The problem of racial discrimination has been portrayed in many films in the last 15 years. However, The Hurricane does a masterful job at addressing this issue, and will leave audience members clenching their fists in anger at the injustice that happened to a man named Rubin "Hurricane" Carter. The movie demonstrates the racial inequity that can be found in our judicial system through the impressive acting by Denzel Washington and the direction of Norman Jewison. The Hurricane makes you wonder who else has been wrongfully accused in the past 30 years.
The Hurricane creates moments of amazing heartfelt punches dealt by Denzel Washington (Rubin "Hurricane" Carter), Vicellous Reon Shannon (Lezra Martin), and the three Canadian friends, Live Schreiber (Sam), Deborah Unger (Lisa), and John Hanna (Terry). All of the actors and actresses produce feelings of love, camaraderie, and determination that causes the audience to jump up and cheer.
The movie starts with the story of Rubin Carter and his fight for the middleweight championship. He lost the match in a rigged bout to a weaker opponent. Although, Rubin dominated the ring, he lost the title. The fight foreshadows the racial discrimination that will be played throughout the movie. Later in the movie in the Lafayette Grill two African-American males of middle build murdered three people at the all white establishment. Rubin Carter and John Artis were accused of being those two men. Carter and Artis went to prison for three life sentences. The future looks slim for Carter, however, a pivotal change comes when Lezra Martin discovers Carter's book.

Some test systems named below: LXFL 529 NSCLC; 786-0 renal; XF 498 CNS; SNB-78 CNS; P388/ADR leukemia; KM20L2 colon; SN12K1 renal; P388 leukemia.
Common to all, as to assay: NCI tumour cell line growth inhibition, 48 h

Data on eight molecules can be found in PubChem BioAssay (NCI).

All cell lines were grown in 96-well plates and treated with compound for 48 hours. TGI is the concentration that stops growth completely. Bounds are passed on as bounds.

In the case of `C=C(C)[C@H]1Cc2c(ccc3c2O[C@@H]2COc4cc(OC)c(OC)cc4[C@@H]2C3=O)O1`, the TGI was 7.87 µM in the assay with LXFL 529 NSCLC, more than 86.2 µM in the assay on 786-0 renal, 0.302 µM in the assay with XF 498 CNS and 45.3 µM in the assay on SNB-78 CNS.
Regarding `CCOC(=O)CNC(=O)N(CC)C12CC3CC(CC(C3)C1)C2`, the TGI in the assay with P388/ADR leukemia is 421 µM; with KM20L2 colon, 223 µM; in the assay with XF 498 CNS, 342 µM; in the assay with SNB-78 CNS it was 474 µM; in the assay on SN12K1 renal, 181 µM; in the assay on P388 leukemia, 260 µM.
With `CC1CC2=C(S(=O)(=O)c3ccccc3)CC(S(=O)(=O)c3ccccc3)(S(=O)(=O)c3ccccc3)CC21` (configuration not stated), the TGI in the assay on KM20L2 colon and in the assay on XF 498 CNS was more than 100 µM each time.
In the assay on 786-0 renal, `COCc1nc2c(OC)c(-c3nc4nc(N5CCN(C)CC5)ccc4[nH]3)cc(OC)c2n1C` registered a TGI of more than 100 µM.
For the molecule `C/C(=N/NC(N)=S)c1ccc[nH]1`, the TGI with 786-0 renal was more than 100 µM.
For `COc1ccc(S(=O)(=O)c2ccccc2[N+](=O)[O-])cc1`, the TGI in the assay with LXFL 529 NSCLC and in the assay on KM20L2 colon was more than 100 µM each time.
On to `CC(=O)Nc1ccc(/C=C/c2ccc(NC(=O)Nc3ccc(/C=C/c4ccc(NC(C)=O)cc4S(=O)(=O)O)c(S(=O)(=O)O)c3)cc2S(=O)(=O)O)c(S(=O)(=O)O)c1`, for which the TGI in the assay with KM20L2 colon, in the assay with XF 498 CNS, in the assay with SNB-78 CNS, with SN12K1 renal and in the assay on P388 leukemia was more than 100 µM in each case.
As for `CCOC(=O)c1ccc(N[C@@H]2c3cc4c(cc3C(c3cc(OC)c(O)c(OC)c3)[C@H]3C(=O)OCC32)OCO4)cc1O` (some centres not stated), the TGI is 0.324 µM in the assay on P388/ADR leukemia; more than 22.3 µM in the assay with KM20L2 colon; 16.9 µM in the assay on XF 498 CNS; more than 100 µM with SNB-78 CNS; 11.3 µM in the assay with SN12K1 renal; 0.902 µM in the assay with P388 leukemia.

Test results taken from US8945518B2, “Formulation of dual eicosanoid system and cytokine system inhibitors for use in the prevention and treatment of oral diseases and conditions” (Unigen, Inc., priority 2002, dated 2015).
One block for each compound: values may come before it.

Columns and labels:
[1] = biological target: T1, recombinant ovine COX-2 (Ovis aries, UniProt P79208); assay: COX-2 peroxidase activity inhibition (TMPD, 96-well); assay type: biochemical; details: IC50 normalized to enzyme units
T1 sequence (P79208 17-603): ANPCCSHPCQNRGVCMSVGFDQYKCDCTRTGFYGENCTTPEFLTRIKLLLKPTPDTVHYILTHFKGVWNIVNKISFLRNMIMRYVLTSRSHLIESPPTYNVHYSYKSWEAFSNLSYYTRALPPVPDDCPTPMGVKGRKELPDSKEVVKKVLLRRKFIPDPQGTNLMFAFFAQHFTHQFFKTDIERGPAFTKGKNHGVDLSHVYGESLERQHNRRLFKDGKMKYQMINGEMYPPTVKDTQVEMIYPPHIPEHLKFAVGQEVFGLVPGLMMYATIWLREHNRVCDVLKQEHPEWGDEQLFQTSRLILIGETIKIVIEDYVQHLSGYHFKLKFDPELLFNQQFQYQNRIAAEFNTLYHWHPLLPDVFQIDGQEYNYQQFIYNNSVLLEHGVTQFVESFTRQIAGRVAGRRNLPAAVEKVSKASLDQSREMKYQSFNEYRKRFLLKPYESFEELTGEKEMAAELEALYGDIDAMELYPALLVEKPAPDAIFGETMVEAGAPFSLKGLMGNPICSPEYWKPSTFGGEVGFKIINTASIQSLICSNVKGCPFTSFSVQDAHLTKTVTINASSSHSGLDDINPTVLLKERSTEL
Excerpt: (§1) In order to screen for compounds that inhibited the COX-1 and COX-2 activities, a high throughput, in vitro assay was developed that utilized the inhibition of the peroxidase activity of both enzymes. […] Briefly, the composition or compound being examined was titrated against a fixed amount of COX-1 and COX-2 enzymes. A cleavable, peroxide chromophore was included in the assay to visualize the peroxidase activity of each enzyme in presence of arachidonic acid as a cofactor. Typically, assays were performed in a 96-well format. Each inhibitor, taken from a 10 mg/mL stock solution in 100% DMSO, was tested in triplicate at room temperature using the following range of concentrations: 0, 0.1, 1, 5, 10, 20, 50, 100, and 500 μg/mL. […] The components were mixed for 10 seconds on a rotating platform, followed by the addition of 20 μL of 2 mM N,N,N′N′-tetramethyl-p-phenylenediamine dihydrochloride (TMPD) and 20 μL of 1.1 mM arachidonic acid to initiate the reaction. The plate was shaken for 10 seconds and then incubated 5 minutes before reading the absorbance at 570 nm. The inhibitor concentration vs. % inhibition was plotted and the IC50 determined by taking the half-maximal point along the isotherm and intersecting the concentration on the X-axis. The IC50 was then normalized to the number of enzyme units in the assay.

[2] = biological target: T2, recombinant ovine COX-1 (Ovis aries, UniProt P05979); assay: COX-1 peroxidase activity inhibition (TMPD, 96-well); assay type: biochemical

The movie focuses on the portrayal of Rubin Carter as he spends 20 years in prison. The a...
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... a way that leaves them cheering at the end, takes this film to another level. Jewison has established himself as a great director and reconfirms that with this movie. He is no stranger to racially intensified films. He directed In the Heat of the Night in 1967 and was slated to direct Malcolm X, but refused after a few key people reacted negatively to the idea of a Caucasian male directing the film.
The Hurricane, based on the life of Rubin Carter, brings alive the fears, anger, and frustration that he experienced. The Hurricane is no exception for Washington's stunning performances or Jewison's great directing, so if you are looking for a moving, deep, and engrossing film run to your nearest Blockbuster and rent The Hurricane. It is a movie that needs to be seen not just for its value as a good movie, but for its undeniable call for justice and racial equality.
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